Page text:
The Word of God can be read as a love story between God and His people. God has shown His love for us through His son, our Lord Jesus Christ (cf. John 3:16; Romans 8:37-39). The imagery and symbolism of marriage is applied to Christ and the body of believers known as the church. In the New Testament, Christ, the Bridegroom, has sacrificially and lovingly chosen the church to be His bride (cf. Ephesians 5:25-27).
Just as there was a betrothal period in biblical times during which the bride and groom were separated until the wedding, so is the bride of Christ separate from her Bridegroom during the church age. Her responsibility during the betrothal period is to be faithful to Him (cf. 2 Corinthians 11:2; Ephesians 5:24). At the Second Coming of Christ, the church will be united with the Bridegroom, the official “wedding ceremony” will take place and, with it, the eternal union of Christ and His bride will be actualized (cf. Revelation 19:7-9; 21:1-2).
At that time, all believers will inhabit the heavenly city known as New Jerusalem, also called “the holy city” in Revelation 21:2 and 10. The New Jerusalem is not the church, but it takes on the church’s characteristics. In his vision of the end of the age, the Apostle John sees the city coming down from heaven adorned “as a bride,” meaning that the inhabitants of the city, the redeemed of the Lord, will be holy and pure, wearing white garments of holiness and righteousness. Some have misinterpreted verse 9 to mean the holy city is the bride of Christ, but that cannot be because Christ died for His people, not for a city. The city is called the bride because it encompasses all who are the bride, just as all the students of a school are sometimes called “the school.”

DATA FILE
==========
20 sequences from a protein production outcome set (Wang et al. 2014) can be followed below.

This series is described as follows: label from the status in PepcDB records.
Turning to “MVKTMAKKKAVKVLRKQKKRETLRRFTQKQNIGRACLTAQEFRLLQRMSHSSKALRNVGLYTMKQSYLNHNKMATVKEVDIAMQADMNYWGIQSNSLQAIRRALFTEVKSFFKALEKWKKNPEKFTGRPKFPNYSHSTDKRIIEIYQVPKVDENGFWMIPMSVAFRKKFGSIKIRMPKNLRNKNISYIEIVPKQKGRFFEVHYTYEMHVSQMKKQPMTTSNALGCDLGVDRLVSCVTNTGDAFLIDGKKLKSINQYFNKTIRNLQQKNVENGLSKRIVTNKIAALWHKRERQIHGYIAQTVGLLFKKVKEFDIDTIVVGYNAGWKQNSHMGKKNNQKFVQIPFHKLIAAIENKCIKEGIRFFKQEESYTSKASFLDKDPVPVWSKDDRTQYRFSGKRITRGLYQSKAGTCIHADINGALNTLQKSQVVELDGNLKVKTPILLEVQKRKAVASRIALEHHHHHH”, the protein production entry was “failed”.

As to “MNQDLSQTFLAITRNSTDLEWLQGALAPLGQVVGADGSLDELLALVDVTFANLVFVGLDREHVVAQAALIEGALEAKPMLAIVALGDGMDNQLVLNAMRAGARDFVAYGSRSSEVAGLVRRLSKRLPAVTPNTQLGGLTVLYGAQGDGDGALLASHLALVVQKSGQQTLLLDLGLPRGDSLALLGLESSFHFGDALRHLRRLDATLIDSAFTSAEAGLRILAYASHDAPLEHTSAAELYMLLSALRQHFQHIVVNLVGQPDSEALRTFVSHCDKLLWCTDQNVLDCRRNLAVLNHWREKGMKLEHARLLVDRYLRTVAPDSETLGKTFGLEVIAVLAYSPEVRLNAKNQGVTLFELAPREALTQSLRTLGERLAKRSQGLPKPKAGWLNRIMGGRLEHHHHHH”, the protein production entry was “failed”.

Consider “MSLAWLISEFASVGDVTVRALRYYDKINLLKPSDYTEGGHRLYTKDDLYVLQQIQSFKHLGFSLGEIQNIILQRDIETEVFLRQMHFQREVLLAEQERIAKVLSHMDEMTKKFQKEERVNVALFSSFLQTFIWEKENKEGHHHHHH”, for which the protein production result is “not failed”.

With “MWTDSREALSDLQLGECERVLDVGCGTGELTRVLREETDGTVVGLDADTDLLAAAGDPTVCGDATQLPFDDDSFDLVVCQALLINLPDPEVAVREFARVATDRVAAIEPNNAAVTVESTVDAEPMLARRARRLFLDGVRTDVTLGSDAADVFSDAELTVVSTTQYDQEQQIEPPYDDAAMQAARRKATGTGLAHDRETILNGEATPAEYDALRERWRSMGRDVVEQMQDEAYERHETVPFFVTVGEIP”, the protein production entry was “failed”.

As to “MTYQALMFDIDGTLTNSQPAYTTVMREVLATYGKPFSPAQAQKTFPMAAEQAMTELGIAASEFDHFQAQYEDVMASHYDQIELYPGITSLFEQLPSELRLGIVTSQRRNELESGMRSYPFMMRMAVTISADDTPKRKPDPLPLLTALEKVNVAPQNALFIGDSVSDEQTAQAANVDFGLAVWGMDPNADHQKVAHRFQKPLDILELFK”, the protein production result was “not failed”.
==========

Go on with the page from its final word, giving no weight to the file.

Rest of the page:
In my opinion, no other novel explores the proper basis for a happy marriage better than Thomas Hardy’s fourth novel, Far From the Madding Crowd (1874). A literary analysis could shed some light on the kinds of relationship we should cultivate, and those we should avoid at all costs. It is said: “The prudent sees danger and hides himself, but the simple go on and suffer for it.” (Proverbs 22:3; 27:12)
It is the story of independent, beautiful and headstrong Bathsheba Everdene who is never satisfied with anything less than a man’s complete and helpless adoration. She captures the lives and loves of three very different men: Gabriel Oak, a sheep farmer who is captivated by her beauty and proposes marriage; William Boldwood, a prosperous man in his early forties and a confirmed bachelor; and Sergeant Frank Troy, a handsome, reckless swordsman given to sudden fits of violence. This timeless story of Bathsheba’s choices and passions explores the nature of relationships and love, and teaches one how to recognise and respond to true and unfaltering love.
Bathsheba’s physical attraction to the broadsword-wielding Troy leads to a disastrous marriage that might have ended in financial ruin. A marriage to the wealthy, strait-laced Boldwood, to whom she is bound only by feelings of guilt and obligation, would have meant emotional suffocation. Gabriel Oak is her colleague, friend, and advocate. He offers her true comradeship and sound farming skills; and, although she initially spurns him, telling him she doesn’t love him, he turns out to be the right man to make her happy.